Toward the end of the nineteenth century, Swedish chemist Alfred Nobel awoke one morning to read his own obituary in the local newspaper. It said, "Alfred Nobel, the inventor of dynamite, who died yesterday, devised a way for more people to be killed in war than ever before, and he died a very rich man."

Actually, it was Alfred's older brother who had died. A newspaper reporter had bungled the epitaph. Nevertheless, the account had a profound effect on Alfred Nobel. He decided he wanted to be known for something other than developing a means of killing people more effectively. Thus, he initiated the Nobel Peace Prize, the award given to worthy individuals who foster peace.

Nobel said, "Every person ought to have the chance to correct his epitaph in midstream and write a new one." Truly, few things will change us as much as genuinely looking at our life as though it is finished.

366. "Who has woe? Who has sorrow? Who has contentions? Who has complaints? Who has wounds without cause? Who has redness of eyes? Those who linger long at the wine, those who go in search of mixed wine. Do not look on the wine when it is red, when it sparkles in the cup, when it swirls around smoothly; at the last it bites like a serpent, and stings like a viper." (Prov. 23:29-32)

"Advice to drinkers: Since you can't stop drinking, why not start a saloon of your own in your own home? Be the only customer and you won't have to buy a license. Give your wife $125 (depending on the brand) to buy a case of whiskey. There are 240 drinks in a case and at $4 (depending on place) a drink that is $720 in 12 days. When the case is gone, your wife canbuy another case for $125, and put the balance of $595 in the bank. If you live 10 years and continue to buy your drinks from your wife, you can die with your boots on, and your widow will have $180,880 in the bank on deposit. That's enough for her to bring up your children, pay off the mortgage, marry a decent man, and forget she ever knew a drunk like you." (Author Unknown)

367. "Woe to you, scribes and Pharisees, hypocrites! For you cleanse the outside of the cup and dish, but inside they are full of extortion and self-indulgence. Blind Pharisee, first cleanse the inside of the cup and dish, that the outside of them may be clean also." (Matt. 23:25-26)

The Queen Mary was the largest ship to cross the oceans when it was launched in 1936. Through four decades and a world war she served until she was retired, anchored as a floating hotel and museum in Long Beach, California. During its conversion, the ship's three massive smokestacks were taken off to be scraped down and repainted. However, when they were placed on the dock, they crumbled. Nothing was left of the 3/4 inch steel plate from which the stakes had been formed. All that remained were more than thirty coats of paint that had been applied over he years. The steel had rusted away. (From Illustrations for Preach and Teaching, p. 107).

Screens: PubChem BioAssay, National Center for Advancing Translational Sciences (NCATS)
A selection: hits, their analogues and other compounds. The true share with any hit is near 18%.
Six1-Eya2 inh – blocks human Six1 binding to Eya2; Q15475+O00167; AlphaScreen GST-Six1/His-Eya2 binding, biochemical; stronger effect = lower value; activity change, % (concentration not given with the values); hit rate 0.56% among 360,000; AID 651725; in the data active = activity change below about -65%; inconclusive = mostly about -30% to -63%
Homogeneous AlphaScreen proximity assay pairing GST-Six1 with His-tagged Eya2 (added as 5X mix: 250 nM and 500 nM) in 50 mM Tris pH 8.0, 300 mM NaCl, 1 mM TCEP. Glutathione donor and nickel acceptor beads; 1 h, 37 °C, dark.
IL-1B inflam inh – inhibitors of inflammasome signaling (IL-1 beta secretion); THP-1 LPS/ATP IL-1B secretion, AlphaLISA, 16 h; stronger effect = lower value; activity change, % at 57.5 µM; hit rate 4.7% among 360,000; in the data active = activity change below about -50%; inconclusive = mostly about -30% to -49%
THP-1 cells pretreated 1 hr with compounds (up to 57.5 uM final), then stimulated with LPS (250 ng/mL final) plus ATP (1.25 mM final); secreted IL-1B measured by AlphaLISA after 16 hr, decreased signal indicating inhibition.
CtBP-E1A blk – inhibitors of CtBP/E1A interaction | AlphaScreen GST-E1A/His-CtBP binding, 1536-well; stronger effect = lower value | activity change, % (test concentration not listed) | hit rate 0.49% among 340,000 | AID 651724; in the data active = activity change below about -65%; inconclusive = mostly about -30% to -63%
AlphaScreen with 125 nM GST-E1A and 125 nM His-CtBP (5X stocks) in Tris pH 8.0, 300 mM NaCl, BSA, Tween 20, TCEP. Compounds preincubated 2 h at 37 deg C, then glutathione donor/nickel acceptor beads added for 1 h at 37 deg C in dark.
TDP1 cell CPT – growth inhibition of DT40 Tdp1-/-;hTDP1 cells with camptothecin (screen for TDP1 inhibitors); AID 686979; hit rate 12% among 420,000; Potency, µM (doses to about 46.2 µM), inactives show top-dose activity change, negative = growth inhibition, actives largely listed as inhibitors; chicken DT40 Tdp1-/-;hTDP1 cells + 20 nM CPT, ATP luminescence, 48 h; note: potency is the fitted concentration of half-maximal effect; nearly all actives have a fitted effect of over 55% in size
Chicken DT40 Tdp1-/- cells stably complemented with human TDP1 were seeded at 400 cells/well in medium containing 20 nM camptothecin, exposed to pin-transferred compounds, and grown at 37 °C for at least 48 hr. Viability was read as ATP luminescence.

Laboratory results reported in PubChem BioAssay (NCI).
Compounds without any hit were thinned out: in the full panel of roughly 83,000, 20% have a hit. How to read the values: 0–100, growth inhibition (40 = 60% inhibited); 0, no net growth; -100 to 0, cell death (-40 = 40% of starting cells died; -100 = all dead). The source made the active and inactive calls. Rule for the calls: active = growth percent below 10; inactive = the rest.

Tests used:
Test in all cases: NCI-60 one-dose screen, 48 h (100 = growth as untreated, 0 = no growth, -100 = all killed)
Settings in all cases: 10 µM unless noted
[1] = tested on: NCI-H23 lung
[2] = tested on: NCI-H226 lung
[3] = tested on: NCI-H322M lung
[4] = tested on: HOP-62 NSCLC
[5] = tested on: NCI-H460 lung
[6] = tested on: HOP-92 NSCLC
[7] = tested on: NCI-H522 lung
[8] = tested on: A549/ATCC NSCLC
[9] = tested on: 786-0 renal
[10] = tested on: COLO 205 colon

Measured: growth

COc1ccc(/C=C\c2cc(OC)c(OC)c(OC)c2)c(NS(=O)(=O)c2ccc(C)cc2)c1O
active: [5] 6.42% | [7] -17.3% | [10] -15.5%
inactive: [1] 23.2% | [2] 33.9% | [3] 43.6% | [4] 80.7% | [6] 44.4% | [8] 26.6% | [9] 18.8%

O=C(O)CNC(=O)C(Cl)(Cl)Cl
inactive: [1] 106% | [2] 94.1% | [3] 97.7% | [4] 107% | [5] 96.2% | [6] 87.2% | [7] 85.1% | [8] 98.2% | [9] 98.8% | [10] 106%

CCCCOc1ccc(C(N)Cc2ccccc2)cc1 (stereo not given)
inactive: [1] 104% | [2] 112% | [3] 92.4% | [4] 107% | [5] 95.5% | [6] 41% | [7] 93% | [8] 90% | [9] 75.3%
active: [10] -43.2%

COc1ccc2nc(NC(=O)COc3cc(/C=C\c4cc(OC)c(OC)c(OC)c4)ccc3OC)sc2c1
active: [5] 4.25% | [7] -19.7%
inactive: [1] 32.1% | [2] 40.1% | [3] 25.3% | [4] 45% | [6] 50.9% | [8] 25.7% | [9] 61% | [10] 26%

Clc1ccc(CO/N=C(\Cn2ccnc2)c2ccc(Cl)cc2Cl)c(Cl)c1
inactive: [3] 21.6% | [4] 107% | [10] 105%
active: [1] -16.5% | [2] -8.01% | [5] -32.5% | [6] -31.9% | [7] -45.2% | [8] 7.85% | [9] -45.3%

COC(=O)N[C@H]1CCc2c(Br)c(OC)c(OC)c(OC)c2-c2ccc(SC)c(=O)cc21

Jesus rebuked the Pharisees who were corrupt inwardly, but appeared righteous outwardly. Let us cleanse ourselves inwardly that we might also be clean outwardly.

368. "Therefore do not worry about tomorrow, for tomorrow will worry about its own things. Sufficient for the day is its own trouble." (Matt. 6:34)

We, as frail human beings, often envision and worry about things which most of the time will never occur. There is a story about a man standing on a crowded bus. The young man standing next to him asked, "What time is it?" The man refused to reply. The young man moved on. The man's friend, sensing something was wrong, asked, "Why were you so discourteous to the young man asking for the time?" The man answered, "If I had given him the time of day, next he would want to know where I am going, and then we would talk about our interests, and if we did that, he would invite himself to my house for dinner, and if he did, he would meet my lovely daughter, and if he met her, they would both fall in love, and I don't want my daughter marrying someone who can't afford a watch."

Let us not worry about something that "might" occur in the future. We have enough evils in the present without adding the burdens of tomorrow.

369. "...Being filled with the fruits of righteousness which are by Jesus Christ, to the glory and praise of God." (Phil. 1:11) "Therefore, my beloved brethren, be steadfast, immovable, always abounding in the work of the Lord, knowing that your labor is not in vain in the Lord." (1 Cor. 15:58)

There was once a farmer who had two mules. One was named "willing" and the other was named "able." The story goes that willing was willing, but was not able. On the other hand, able was able, but was not willing. Able thought willing should have been more able, but how could he when he was not able, but was willing? Willing thought able should have been more willing, but how could he when he was not willing, but was able? All would have been great, if only willing would have been more able, and able more willing, but neither willing nor able, were both willing and able, and as you can might expect, the farmer didn't get much done.

Let us be both willing and able to do the Lord's work.